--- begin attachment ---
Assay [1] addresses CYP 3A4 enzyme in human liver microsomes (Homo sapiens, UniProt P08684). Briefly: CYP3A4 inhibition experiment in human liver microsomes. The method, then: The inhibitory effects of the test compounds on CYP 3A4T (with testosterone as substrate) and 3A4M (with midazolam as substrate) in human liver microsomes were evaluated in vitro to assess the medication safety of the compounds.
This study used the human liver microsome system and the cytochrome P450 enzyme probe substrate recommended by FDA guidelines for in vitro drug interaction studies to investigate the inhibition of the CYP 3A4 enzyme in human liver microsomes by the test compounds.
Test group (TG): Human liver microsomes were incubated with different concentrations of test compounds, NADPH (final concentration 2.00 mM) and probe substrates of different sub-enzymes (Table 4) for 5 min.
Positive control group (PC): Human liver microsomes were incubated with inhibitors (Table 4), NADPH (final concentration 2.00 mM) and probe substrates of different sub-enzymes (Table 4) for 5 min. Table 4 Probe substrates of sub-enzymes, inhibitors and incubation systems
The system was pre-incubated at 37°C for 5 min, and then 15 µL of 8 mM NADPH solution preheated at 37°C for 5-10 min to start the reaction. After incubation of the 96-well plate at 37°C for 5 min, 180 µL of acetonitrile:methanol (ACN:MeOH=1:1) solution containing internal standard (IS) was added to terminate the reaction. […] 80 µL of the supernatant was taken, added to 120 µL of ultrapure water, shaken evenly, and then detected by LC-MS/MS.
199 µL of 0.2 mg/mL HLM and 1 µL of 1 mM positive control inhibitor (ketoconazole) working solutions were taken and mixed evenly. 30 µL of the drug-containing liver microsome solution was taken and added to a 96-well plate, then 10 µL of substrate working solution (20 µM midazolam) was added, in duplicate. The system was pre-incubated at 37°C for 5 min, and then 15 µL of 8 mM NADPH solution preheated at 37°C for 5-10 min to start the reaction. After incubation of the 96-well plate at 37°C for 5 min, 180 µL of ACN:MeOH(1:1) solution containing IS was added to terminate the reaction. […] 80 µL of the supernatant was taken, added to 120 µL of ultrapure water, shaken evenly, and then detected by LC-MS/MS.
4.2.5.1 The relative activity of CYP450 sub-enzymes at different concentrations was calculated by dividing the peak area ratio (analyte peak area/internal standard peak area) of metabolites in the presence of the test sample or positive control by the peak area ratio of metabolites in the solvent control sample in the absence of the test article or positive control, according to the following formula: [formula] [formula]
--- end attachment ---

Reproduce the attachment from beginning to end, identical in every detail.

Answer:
Assay [1] addresses CYP 3A4 enzyme in human liver microsomes (Homo sapiens, UniProt P08684). Briefly: CYP3A4 inhibition experiment in human liver microsomes. The method, then: The inhibitory effects of the test compounds on CYP 3A4T (with testosterone as substrate) and 3A4M (with midazolam as substrate) in human liver microsomes were evaluated in vitro to assess the medication safety of the compounds.
This study used the human liver microsome system and the cytochrome P450 enzyme probe substrate recommended by FDA guidelines for in vitro drug interaction studies to investigate the inhibition of the CYP 3A4 enzyme in human liver microsomes by the test compounds.
Test group (TG): Human liver microsomes were incubated with different concentrations of test compounds, NADPH (final concentration 2.00 mM) and probe substrates of different sub-enzymes (Table 4) for 5 min.
Positive control group (PC): Human liver microsomes were incubated with inhibitors (Table 4), NADPH (final concentration 2.00 mM) and probe substrates of different sub-enzymes (Table 4) for 5 min. Table 4 Probe substrates of sub-enzymes, inhibitors and incubation systems
The system was pre-incubated at 37°C for 5 min, and then 15 µL of 8 mM NADPH solution preheated at 37°C for 5-10 min to start the reaction. After incubation of the 96-well plate at 37°C for 5 min, 180 µL of acetonitrile:methanol (ACN:MeOH=1:1) solution containing internal standard (IS) was added to terminate the reaction. […] 80 µL of the supernatant was taken, added to 120 µL of ultrapure water, shaken evenly, and then detected by LC-MS/MS.
199 µL of 0.2 mg/mL HLM and 1 µL of 1 mM positive control inhibitor (ketoconazole) working solutions were taken and mixed evenly. 30 µL of the drug-containing liver microsome solution was taken and added to a 96-well plate, then 10 µL of substrate working solution (20 µM midazolam) was added, in duplicate. The system was pre-incubated at 37°C for 5 min, and then 15 µL of 8 mM NADPH solution preheated at 37°C for 5-10 min to start the reaction. After incubation of the 96-well plate at 37°C for 5 min, 180 µL of ACN:MeOH(1:1) solution containing IS was added to terminate the reaction. […] 80 µL of the supernatant was taken, added to 120 µL of ultrapure water, shaken evenly, and then detected by LC-MS/MS.
4.2.5.1 The relative activity of CYP450 sub-enzymes at different concentrations was calculated by dividing the peak area ratio (analyte peak area/internal standard peak area) of metabolites in the presence of the test sample or positive control by the peak area ratio of metabolites in the solvent control sample in the absence of the test article or positive control, according to the following formula: [formula] [formula]